"Procrastination is the most common manifestation of Resistance because it's the easiest to rationalize. We don't tell ourselves, 'I'm never going to write my symphony.' Instead we say, 'I am going to write my symphony; I'm just going to do it tomorrow.'"
-- Steven Pressfield, The War of Art
I have sat down at my computer on multiple occasions, a fresh Word document waiting to become a living, breathing piece and before even starting, I minimize the screen. I double click on Google Chrome and peruse the news via Facebook while simultaneously refreshing my Twitter feed.
Why does this happen every time? Why can't I just begin?
In an attempt to figure out why I can't seem to give up this toxic relationship with procrastination, I invite you to observe the following Q&A session with my inner procrastinator:
Me: Why can't you sit still and write? Be honest.
Procrastinator Me: Well, it's going to take me a long time and I'm really busy. I mean, have you seen my to-do list? It's extensive.
Me: You've been refreshing your Twitter feed for the past half hour. So, that can't really be true. Let's try again. Why are you actually not starting?
Procrastinator Me: I don't know -- maybe I'm afraid? Never mind. It can't be that deep. This is a waste of time.
Me: No, no. Let's go with that for a second. Let's say it's fear. What's frightening you?
Procrastinator Me: I guess I'm afraid that I won't feel inspired when I sit down or that I'll get frustrated and I won't enjoy the process at all. I'm afraid that I'm going to write something un-relatable and people are going to come after me with pitchforks and knives in the form of nasty comments. I'm afraid to be a disappointment -- to myself and others. I'm afraid that my work will be viewed as poor quality and that expending this time and energy will be for naught and that all of my dreams will be crushed and... Oh, I see what's happening.
Me: Fear got you again.
Enlightened Me: Please, don't remind me. I'm sitting my rump in this chair and starting now.
Fear of failure. Fear of success. Fear of judgment. Fear that we won't, or don't, have enough time. What do they all have in common? Fear. In the case of procrastination, the fear is an internal battle. Like most fears, it's a creation in the mind based either off of past experiences or potential, and often unlikely, future events.
The fear that keeps us from starting (or finishing) that screenplay, that graduate school application or even this simple article, is really the absence of presence.
The spiritual teacher Eckhart Tolle offers the following, "Is fear preventing you from taking action? Acknowledge the fear, watch it, take your attention into it, be fully present with it. Doing so cuts the link between the fear and your thinking. Don't let the fear rise up into your mind. Use the power of Now. Fear cannot prevail against it."
Every time we choose to focus on an imaginary scenario instead of being exactly where we are, we stand in our own way. When we don't acknowledge our fear as being merely a series of thoughts we ourselves have created, we let it paralyze us. We choose to make the thoughts real.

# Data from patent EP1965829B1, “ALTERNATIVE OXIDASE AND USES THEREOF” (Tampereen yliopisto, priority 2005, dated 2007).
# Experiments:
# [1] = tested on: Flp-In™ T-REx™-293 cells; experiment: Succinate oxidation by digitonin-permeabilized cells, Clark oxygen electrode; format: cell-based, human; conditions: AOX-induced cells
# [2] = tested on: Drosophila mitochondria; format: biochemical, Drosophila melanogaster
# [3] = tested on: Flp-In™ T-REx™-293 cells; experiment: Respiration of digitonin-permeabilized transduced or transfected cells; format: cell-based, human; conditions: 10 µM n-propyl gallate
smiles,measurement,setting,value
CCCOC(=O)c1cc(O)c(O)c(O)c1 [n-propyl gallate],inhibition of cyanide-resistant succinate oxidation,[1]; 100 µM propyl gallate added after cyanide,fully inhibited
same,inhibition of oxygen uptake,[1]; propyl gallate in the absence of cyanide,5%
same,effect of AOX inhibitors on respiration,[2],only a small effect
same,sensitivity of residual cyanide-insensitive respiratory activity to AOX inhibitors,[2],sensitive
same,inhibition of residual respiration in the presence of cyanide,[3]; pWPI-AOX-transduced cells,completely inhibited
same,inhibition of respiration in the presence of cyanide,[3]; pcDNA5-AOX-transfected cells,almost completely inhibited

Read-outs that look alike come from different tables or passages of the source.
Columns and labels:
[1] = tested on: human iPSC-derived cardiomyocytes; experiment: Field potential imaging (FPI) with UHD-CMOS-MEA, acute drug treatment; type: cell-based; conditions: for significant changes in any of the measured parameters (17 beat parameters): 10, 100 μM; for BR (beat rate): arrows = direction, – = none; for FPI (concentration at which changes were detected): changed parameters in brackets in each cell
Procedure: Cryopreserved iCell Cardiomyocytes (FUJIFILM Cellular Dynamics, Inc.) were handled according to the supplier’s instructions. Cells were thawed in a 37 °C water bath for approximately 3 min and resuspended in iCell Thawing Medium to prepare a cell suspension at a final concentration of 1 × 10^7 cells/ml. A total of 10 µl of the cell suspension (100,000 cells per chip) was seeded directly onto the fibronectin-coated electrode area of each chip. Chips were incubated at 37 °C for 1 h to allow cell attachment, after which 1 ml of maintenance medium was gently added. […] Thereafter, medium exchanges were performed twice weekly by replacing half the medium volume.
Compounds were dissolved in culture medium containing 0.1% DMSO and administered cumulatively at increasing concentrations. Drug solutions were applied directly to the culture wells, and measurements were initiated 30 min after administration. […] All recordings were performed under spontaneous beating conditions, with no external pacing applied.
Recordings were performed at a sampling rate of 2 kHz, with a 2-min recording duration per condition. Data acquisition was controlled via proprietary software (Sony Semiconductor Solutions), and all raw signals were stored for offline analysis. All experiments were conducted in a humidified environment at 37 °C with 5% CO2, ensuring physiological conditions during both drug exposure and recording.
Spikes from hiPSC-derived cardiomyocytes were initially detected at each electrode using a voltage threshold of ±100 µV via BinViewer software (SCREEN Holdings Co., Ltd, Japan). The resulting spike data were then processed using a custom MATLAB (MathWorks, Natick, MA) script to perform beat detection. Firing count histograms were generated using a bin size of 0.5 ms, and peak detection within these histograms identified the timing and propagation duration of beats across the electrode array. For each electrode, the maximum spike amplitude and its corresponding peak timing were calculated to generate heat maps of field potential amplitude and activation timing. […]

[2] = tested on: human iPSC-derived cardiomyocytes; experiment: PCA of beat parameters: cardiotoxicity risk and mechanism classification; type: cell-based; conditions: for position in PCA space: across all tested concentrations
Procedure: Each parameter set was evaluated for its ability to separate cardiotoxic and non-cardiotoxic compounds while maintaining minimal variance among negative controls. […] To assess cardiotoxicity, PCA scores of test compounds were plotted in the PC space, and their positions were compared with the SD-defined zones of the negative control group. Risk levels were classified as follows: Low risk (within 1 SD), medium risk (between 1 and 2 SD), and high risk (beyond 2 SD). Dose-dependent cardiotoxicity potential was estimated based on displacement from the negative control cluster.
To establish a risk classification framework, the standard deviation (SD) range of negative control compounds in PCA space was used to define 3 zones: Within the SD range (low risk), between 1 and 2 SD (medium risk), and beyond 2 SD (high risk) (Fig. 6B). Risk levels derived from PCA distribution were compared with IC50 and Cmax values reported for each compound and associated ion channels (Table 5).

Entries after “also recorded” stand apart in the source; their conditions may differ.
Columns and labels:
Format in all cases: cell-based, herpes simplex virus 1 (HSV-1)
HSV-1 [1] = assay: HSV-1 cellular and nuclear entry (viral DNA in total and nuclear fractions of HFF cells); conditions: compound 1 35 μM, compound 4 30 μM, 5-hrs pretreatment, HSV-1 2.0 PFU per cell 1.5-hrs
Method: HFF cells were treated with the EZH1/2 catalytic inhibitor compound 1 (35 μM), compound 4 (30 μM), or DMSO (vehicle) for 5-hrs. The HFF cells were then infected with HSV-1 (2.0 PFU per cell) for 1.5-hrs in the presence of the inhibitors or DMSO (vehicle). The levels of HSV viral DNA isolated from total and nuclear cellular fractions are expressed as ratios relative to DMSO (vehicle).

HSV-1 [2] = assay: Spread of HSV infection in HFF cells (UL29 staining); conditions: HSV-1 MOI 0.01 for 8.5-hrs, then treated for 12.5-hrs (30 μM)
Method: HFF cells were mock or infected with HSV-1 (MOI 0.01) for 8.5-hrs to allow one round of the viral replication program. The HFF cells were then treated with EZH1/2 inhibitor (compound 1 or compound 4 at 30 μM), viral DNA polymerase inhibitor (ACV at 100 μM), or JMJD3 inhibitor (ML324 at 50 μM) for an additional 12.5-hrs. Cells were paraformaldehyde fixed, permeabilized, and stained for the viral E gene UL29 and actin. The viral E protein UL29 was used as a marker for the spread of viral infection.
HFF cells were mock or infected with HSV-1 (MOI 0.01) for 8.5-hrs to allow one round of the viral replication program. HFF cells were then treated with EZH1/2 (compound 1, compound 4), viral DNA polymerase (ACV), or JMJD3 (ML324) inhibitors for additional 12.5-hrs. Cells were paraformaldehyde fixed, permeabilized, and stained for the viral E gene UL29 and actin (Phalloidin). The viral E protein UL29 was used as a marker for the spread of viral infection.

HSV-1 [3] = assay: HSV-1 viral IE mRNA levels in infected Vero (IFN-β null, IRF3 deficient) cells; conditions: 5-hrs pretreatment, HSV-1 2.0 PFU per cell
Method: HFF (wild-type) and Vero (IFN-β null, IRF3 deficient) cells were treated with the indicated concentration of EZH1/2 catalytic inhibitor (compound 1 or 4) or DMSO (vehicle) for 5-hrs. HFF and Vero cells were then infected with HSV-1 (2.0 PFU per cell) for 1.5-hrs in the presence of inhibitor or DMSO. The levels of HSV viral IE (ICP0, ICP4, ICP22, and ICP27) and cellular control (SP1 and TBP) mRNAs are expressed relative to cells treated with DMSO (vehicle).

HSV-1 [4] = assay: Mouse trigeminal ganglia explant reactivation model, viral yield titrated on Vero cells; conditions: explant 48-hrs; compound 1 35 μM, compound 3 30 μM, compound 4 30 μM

It often happens so quickly, so habitually, that we don't even realize how or when the infiltration took place. All we know is that we're currently stalking our ex-boyfriend's friend's friend's wedding pictures on Facebook and wondering how on earth we got to this point.
However, there is a solution.
Steven Pressfield, bestselling novelist and author of The War of Art: Break Through the Blocks and Win Your Inner Creative Battles, states the following, "Never forget: This very moment, we can change our lives. There never was a moment, and never will be, when we are without the power to alter our destiny."
We can stop ourselves from going down the rabbit hole by recognizing our procrastinating behaviors (i.e. anything that demonstrates avoidance) and becoming conscious of our actions. We can purposefully pause before the distracting ensues and honestly ask ourselves where our mind is -- is it currently inventing scenarios in the future or reliving experiences from the past?
Eckhart Tolle states, "I would say about 80 to 90 percent of most people's thinking is not only repetitive and useless, but because of its dysfunctional and often negative nature, much of it is also harmful. Observe your mind and you will find this to be true."
When we allow our fear to come up in the present moment, we can accept it as such and stay present. When we choose to be exactly where we are, it's easy to begin what we set out to do. This is the power of Now.
Like, right now.
Next time I feel the need to peruse my newsfeed, I'll know it's merely a distraction sent by Fear. I can arm myself with a deep breath, acknowledge my fearful thoughts and begin anyway. Procrastination no longer holds me captive. I choose Now.
For more from Eckhart Tolle, please click here
For more from Giuliana Cortese, please click here